Belfast Telegraph

Why do so many women dye their hair crazy colours?

 

Bright and bold colours are taking the hairdressing world by storm - and not just for the shear fun of it. Karen Ireland talks with three women who have deeper reasons for reaching for the bottle.

‘I’m happy and confident now and I feel better about the way I look'

2018-07-16_lif_42471027_I2.JPG
Positive vibe: Debbie Deboo, photographer and founder of Chroncially Fabulous NI

Debbie Deboo (50) is a photographer and former teacher. She is married to Richard and lives in Ballinderry. She says:

When I was about 25 my hair started to go grey so I started dying it black. At the time I was working as a teacher so I couldn’t have anything too adventurous.

In fact, when I was about 30 I dyed it bright pink and got called into the headmistress’s office like one of the pupils and I had to dye it back to black again.

A few years ago, my health stared to decline as I have ME. I had to leave work and I became very down and depressed.

My hair was very grey and I hadn’t the energy or inclination to do anything with it.

I was in a very bad place at the time, but then I realised that while I might not be able to cure myself, I could make myself look better and ultimately feel better.

I lost four stones and started to feel better about myself. Then I talked to my hairdresser at Crafty Belfast about dying my hair a bright colour.

She recommended that we do it slowly and gently over a period of time. So that’s what we did. We coloured it mermaid shades of purples, blues and different shades.

It was very bright and I loved it. Colouring my hair was part of a bigger overall package that helped me feel so much better about myself.

The reaction was great — everyone loved the new me and, because I looked better, I started to feel better in my head. It wasn’t able to cure my ME but it did help me feel better.

My attitude to life was much more positive and friends and family saw that in me and knew it was a good thing.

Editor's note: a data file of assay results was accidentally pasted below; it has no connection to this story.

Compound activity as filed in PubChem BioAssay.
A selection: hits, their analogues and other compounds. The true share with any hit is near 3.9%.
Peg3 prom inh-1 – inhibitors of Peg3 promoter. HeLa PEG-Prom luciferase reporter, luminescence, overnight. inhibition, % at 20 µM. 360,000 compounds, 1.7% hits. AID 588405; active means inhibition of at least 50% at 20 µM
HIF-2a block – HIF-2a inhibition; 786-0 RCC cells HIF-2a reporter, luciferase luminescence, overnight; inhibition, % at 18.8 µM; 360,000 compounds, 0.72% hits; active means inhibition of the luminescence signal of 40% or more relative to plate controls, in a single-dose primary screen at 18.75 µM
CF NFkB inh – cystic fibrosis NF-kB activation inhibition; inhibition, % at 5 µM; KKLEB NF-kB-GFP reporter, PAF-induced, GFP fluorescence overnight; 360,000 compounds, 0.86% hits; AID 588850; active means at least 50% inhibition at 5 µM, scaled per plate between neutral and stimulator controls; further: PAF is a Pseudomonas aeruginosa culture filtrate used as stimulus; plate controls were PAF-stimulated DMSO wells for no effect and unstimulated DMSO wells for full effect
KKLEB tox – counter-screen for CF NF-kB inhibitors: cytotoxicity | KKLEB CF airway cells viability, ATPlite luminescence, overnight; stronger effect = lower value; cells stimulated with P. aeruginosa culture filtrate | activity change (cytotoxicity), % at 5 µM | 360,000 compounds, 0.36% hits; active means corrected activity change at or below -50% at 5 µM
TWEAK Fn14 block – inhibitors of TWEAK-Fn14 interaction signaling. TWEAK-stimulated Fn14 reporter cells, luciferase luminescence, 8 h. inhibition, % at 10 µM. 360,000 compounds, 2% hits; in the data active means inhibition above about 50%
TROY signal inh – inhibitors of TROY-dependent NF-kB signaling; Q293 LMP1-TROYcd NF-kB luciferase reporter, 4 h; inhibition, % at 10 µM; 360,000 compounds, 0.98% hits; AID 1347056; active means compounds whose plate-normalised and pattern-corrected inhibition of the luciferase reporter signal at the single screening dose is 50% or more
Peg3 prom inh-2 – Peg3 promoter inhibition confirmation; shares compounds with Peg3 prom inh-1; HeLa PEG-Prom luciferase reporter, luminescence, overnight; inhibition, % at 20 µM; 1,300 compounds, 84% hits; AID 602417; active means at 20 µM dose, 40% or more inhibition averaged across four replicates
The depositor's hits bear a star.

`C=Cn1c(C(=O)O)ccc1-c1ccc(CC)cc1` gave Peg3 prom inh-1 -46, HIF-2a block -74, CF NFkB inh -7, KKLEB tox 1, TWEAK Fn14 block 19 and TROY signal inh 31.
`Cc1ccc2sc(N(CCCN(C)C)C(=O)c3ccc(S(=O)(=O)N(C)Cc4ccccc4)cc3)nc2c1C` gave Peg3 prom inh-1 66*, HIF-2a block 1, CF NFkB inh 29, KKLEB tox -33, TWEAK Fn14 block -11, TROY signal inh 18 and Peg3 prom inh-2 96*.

Now, when the grey comes through I am able to use one of the coloured sprays to cover it up.

I’m happy and confident now and I feel better about the way I look and take an interest in how I dress.

2018-07-16_lif_42471015_I1.JPG
Positive vibe: Debbie Deboo, photographer and founder of Chroncially Fabulous NI

And then I realised that if I could help myself I could help other women suffering from chronic illnesses to feel better about themselves.

So, Chronically Fabulous NI was born. We aim to do photoshoots with women who have illnesses to help them feel better about themselves.

We might not be able to find a cure for your illness but we will help you look and feel your best. The response has been amazing.

We also send out gift boxes in the post as a surprise to people who are nominated. This gives them a big boost.

A surprise of goodies in the post can be a real pick-me-up.

I don’t think you are ever too old to dye your hair a bright colour. If it helps you look good and feel even better, then why not go for it?

It certainly worked for me.”

Visit Chronically Fabulous NI on Facebook

‘Trying to fit in is an uphill battle ... I’ve made peace with how I am’

tu-_88_-_Read-Only_.jpg
Tina Calder

Tina Calder (39), who lives in Belfast, is owner of Excalibur Press Media agency. She is engaged to musician Ciaran McElhinney (43) and they have one son, Logan (5). Tina says: 

I started colouring my hair from the age of 11 when I would get my mum to put blonde bits in it. When I was a teenager my aunt had pillar box red hair and I loved it. I wanted mine that colour but I never had the courage and people kept talking me out of it.

I think I had always conformed to what I thought I should look like, working in the media.

I was always into rock and punk music and alternative dressing, but I toned it down because I worked in the media.

It wasn’t until I took a career break in 2010 that I thought for the first time ‘I am free to be me’.